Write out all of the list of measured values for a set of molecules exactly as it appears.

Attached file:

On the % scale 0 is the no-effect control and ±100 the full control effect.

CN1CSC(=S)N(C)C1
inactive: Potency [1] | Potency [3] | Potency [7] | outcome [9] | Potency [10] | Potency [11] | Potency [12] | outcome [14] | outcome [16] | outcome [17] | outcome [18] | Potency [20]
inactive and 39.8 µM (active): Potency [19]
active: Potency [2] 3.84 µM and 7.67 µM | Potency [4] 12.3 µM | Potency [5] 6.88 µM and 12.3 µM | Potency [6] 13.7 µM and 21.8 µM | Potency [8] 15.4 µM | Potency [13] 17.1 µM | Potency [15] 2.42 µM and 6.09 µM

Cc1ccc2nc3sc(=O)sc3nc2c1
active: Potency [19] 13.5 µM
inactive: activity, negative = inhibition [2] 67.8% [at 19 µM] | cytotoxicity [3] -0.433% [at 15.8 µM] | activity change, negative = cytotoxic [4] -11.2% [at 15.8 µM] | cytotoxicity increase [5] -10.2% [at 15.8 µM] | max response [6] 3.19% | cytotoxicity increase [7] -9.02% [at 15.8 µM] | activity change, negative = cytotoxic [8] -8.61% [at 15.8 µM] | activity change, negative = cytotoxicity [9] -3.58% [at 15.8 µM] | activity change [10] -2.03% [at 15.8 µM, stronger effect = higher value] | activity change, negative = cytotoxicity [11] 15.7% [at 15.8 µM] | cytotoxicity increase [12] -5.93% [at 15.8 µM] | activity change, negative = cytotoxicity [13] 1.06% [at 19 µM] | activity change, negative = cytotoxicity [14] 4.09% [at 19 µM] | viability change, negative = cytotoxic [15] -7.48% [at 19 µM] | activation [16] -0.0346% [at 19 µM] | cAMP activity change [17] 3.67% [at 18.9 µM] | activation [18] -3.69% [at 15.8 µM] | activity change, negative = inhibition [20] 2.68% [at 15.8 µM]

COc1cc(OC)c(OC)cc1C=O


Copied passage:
On the % scale 0 is the no-effect control and ±100 the full control effect.

CN1CSC(=S)N(C)C1
inactive: Potency [1] | Potency [3] | Potency [7] | outcome [9] | Potency [10] | Potency [11] | Potency [12] | outcome [14] | outcome [16] | outcome [17] | outcome [18] | Potency [20]
inactive and 39.8 µM (active): Potency [19]
active: Potency [2] 3.84 µM and 7.67 µM | Potency [4] 12.3 µM | Potency [5] 6.88 µM and 12.3 µM | Potency [6] 13.7 µM and 21.8 µM | Potency [8] 15.4 µM | Potency [13] 17.1 µM | Potency [15] 2.42 µM and 6.09 µM

Cc1ccc2nc3sc(=O)sc3nc2c1
active: Potency [19] 13.5 µM
inactive: activity, negative = inhibition [2] 67.8% [at 19 µM] | cytotoxicity [3] -0.433% [at 15.8 µM] | activity change, negative = cytotoxic [4] -11.2% [at 15.8 µM] | cytotoxicity increase [5] -10.2% [at 15.8 µM] | max response [6] 3.19% | cytotoxicity increase [7] -9.02% [at 15.8 µM] | activity change, negative = cytotoxic [8] -8.61% [at 15.8 µM] | activity change, negative = cytotoxicity [9] -3.58% [at 15.8 µM] | activity change [10] -2.03% [at 15.8 µM, stronger effect = higher value] | activity change, negative = cytotoxicity [11] 15.7% [at 15.8 µM] | cytotoxicity increase [12] -5.93% [at 15.8 µM] | activity change, negative = cytotoxicity [13] 1.06% [at 19 µM] | activity change, negative = cytotoxicity [14] 4.09% [at 19 µM] | viability change, negative = cytotoxic [15] -7.48% [at 19 µM] | activation [16] -0.0346% [at 19 µM] | cAMP activity change [17] 3.67% [at 18.9 µM] | activation [18] -3.69% [at 15.8 µM] | activity change, negative = inhibition [20] 2.68% [at 15.8 µM]

COc1cc(OC)c(OC)cc1C=O